Just to throw out a fairly extreme theoretical... (this wouldn't make much sense unless you wanted a total solution including powering a wheelchair -- the humidi-vent itself could be done much more easily with lithium batteries if you up-volt, but it'd be relatively inefficient [which isn't really a major problem, just kind of "feels bad" to do])
It's possible you could source LiFePO4 batteries from China as a longer-term portable solution. You could take 77 3.2V LiFePO4 batteries at 100Ah each and find a regulation method to avergae output at 230V (from testing LiFePO4 LR6 batteries, it seems manufacturers tend to call ~3V the cut-off point when advertising Ah). You shouldn't run them below 3V (only because voltage-under-load drops off a cliff around that point), but you would also want to keep in mind that LiFePO4s start with a quick "surge" at a significantly above-spec voltage (~3.9V) -- this'd probably ruin whatever's drawing power from it, so it really needs to be regulated.
Anyway - so assuming 300Wh per battery, that'd come to 23.1KWh. Assuming the unit draws 35W on average, this'd give you ~3 weeks' power (factoring in self-discharge). If it powered wheelchair treads as well (throwing out a rough guesstimate with incomplete info, here), and assuming you in motion (at walking speed [~3.7mph] on fairly flat terrain) ~10% of a 24h cycle, we'd add ~12.5Wh to the 35Wh from the humidi-vent for a guesstimated run-time of ~a week and a half.
-But for the Hell of it, let's assume you're on some kind of hiking-similar trip (keeping in mind this battery type is relatively good with normal outdoor heat and sunlight) and you're moving 60% of the time on rough terrain at walking speed for an average hourly consumption of 240Wh (275 after humidi-vent). Guesstimated run-time there would be a bit over three full days, allowing for a decent weekend trip.
I'd estimate the cost of the batteries at around $7,700 (this is not a conservative estimate and assumes you get a pretty solid deal). You'd need a regulator(~$100), bank frame/wiring (~$500), and charge method (~$500-5000). You'd probably also need some kind of hoist or sliding method to remove the bank for charging (alternately, a charging frame might be able to fit over the batteries, but you'd have to leave the wheelchair). With someone's labor (~25-75h), I'd guess this project'd come in at ~$11k. However, you could cut the number of batteries in half and run @ 115V, which'd roughly cut all costs in half (since the battery bank would come in at a bit over a couple hundred pounds if size were halved, it may be possible to only need a couple people to move it manually assuming it had good grip points), where you'd just need to decrease the originally-given run-times by ~55%. The project'd be silly if it didn't power a powered wheelchair itself, though - but you gain significantly in efficiency by not needing to up-volt. This bank will be massive, like 2-4 electric forktruck batteries (but the bank doesn't necessarily have to be one solid block since you effectively have 77 "modules"), and weigh ~500lbs (though assuming the load's well-centered and secured, you could probably get a little crazier with driving on angled surfaces - unless it's slick, where a rollover could definitely be lethal). Depending almost entirely on how the charger's rigged up, you should be able to get 1500-4000 charge/discharge cycles out of this bank before dropping below 80% of original capacity (I believe a LiFePO4 solution would last you >15 years before even noticing it doesn't hold as much charge, and it would likely be able to last a lifetime if you're willing to put up with needing to charge it every week or so).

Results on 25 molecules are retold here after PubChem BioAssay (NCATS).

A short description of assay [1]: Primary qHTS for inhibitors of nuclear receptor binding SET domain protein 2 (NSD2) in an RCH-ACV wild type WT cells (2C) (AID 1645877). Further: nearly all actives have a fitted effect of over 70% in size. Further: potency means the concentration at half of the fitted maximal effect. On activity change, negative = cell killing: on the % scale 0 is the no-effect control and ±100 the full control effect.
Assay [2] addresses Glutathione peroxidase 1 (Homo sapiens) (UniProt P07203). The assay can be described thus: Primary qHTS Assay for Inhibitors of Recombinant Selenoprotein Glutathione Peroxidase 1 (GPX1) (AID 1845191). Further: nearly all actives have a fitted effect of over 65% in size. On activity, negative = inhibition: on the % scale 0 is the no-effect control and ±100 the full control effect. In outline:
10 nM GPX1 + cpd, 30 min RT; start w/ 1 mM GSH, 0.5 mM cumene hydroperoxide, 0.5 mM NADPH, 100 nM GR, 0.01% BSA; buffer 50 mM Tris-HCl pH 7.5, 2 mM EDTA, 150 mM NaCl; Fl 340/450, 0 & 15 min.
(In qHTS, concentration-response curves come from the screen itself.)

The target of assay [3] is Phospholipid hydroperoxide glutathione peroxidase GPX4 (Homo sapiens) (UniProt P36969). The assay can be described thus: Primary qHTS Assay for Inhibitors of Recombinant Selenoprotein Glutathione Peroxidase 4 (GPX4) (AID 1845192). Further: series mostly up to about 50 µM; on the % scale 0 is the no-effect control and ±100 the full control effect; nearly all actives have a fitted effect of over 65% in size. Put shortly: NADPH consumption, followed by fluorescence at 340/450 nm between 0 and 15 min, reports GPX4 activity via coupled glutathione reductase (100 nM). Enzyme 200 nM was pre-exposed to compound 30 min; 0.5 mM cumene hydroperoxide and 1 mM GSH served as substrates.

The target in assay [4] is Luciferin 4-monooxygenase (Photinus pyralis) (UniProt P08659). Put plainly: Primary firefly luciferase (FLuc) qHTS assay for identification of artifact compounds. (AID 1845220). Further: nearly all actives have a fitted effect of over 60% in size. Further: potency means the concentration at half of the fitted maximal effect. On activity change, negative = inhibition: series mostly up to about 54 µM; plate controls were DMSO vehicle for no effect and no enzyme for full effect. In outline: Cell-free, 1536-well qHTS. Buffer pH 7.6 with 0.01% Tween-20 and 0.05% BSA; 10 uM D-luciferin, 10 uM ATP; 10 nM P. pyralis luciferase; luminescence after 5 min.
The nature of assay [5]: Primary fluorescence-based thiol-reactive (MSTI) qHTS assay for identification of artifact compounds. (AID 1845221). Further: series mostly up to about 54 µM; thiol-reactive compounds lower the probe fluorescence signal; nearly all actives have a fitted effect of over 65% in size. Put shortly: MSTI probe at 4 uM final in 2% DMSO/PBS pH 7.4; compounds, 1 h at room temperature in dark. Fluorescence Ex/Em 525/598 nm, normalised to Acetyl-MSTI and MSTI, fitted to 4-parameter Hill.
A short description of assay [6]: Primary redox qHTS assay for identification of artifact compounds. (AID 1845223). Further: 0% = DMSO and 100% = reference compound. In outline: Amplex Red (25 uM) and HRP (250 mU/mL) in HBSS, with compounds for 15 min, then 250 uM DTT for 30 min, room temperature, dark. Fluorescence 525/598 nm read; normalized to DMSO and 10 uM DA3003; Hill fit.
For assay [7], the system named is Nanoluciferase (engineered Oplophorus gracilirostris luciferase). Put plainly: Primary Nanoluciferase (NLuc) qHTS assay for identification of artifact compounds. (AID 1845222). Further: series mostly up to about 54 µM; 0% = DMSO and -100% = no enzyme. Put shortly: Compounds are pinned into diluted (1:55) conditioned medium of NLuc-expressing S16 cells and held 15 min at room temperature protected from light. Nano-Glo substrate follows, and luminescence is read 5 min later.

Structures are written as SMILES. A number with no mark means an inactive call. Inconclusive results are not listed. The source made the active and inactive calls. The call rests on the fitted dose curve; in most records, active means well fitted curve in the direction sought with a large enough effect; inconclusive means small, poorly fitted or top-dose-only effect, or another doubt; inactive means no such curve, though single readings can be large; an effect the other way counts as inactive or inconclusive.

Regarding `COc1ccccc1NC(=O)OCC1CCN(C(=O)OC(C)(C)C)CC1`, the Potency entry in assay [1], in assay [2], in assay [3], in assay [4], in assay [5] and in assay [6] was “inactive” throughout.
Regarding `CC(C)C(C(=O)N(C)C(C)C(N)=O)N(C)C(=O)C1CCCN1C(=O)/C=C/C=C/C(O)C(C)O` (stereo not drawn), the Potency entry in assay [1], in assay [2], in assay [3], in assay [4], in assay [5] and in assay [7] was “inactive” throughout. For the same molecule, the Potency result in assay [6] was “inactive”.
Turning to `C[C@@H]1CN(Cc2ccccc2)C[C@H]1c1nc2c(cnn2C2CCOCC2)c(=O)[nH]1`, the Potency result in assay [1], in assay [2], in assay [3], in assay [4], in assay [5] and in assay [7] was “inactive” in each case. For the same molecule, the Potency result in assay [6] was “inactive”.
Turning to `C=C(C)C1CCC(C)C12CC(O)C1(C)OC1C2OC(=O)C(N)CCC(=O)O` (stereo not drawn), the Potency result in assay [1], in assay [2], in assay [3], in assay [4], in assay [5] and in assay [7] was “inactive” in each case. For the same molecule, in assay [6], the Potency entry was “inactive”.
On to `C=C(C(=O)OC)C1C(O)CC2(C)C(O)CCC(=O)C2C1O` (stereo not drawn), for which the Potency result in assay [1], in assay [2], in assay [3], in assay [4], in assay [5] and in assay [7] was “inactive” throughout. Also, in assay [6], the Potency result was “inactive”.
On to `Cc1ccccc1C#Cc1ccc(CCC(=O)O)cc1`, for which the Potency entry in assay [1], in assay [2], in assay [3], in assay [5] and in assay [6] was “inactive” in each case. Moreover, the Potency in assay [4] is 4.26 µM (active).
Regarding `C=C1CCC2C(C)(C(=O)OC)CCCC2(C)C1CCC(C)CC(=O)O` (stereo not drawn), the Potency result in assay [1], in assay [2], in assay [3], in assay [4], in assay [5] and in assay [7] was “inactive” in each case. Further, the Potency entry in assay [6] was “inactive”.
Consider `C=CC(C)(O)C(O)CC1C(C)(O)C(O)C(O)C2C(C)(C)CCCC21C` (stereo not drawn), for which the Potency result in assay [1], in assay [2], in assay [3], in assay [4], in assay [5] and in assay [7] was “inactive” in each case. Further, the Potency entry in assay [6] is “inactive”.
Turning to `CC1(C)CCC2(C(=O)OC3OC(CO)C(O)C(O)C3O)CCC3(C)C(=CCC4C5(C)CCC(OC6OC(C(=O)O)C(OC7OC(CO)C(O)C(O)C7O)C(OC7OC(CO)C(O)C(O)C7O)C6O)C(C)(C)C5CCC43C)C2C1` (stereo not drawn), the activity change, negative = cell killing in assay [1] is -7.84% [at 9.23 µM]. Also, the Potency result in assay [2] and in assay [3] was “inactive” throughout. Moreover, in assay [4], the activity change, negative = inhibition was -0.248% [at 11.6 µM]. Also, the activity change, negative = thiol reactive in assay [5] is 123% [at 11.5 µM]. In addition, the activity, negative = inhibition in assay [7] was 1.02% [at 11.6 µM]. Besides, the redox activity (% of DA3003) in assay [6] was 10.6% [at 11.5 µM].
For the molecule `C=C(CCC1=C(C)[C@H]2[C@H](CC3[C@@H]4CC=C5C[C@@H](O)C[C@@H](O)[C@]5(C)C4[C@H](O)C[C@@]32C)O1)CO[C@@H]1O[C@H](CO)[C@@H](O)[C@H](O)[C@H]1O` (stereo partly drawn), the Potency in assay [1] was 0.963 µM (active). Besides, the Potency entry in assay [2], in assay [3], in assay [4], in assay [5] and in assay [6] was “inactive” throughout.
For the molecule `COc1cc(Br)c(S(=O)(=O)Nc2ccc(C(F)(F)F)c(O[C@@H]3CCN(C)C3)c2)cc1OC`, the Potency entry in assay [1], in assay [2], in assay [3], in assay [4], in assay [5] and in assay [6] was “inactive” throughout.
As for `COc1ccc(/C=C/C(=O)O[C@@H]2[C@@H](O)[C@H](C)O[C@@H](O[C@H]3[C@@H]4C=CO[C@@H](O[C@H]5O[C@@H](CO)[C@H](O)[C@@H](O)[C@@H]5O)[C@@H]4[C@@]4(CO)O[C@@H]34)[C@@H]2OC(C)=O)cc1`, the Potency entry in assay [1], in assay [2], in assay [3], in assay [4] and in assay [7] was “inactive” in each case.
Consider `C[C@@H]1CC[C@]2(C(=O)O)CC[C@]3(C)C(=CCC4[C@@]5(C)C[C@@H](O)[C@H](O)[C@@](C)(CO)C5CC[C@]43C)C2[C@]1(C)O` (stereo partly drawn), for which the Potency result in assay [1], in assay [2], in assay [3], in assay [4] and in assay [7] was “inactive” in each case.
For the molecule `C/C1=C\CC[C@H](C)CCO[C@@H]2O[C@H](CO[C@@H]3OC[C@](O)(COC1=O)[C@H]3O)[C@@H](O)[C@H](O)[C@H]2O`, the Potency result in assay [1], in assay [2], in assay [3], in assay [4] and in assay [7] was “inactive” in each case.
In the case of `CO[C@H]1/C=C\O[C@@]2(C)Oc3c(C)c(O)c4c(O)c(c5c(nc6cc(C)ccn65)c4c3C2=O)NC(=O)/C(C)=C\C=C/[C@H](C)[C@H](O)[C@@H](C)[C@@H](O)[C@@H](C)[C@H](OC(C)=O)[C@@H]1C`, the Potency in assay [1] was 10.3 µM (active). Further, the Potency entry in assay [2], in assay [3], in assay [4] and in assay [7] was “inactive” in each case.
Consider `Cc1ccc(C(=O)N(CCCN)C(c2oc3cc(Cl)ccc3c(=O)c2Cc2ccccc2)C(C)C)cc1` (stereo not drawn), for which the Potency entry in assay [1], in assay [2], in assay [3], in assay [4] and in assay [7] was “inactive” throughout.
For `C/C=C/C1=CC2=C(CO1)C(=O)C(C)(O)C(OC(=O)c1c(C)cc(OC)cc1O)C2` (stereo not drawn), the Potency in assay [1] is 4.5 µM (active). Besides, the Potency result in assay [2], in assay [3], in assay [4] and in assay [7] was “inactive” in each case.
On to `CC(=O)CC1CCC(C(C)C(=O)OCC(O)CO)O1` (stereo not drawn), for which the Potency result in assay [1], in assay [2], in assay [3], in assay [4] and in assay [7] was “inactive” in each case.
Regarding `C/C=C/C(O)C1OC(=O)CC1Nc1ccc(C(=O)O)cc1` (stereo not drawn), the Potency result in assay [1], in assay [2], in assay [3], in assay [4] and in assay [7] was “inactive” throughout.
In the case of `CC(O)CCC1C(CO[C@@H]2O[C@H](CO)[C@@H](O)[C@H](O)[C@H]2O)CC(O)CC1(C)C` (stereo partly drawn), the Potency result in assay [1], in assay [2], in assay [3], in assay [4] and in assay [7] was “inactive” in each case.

Addt'l notes: Since discharge per cell will be extremely low (given the load will be split among a relatively huge number of cells), run-times are likely ~10-20% under-estimated (you should be able to get significantly over 100AH per battery). They should run relatively cool and aren't prone to exploding. You also wouldn't have much at all to worry about with regard to maintenance. I didn't factor in the weight of the bank in estimating power-chair draw, and I have only a faint idea on what a power-chair draws (and especially faint when thinking what your mystery device draws), and don't even know if the wheelchair's rated for the additional weight. Better compromises could likely be made to reduce the size of the bank at the cost of run-time - that'd be a discussion to have with someone who doesn't happen to have a few free minutes without appropriate knowledge and isn't just looking for a distraction. :P
All the best -- sounds like a fun project. You might be able to find a local professional willing to take up the project just for the experience.
ETA: A well-designed regulator would be able to cut off power to everything but the humidi-vent once average voltage per battery dips below 3V. Ideally, it'd switch to 115V and down-volt, allowing you to draw fully from the batteries (LiFePO4 isn't TOO picky about deep discharge like, say, a lead-acid is, but voltage output plummets once discharged below 3V, so switching to 115V is necessary). I'd guess this'd give you days of additional run-time on the humidi-vent in case of emergency. A complex (heavy, large, expensive) charger inside the chair could allow for solar solutions or a simply plugging in to the wall, but I'd think the costs there outweigh the benefits.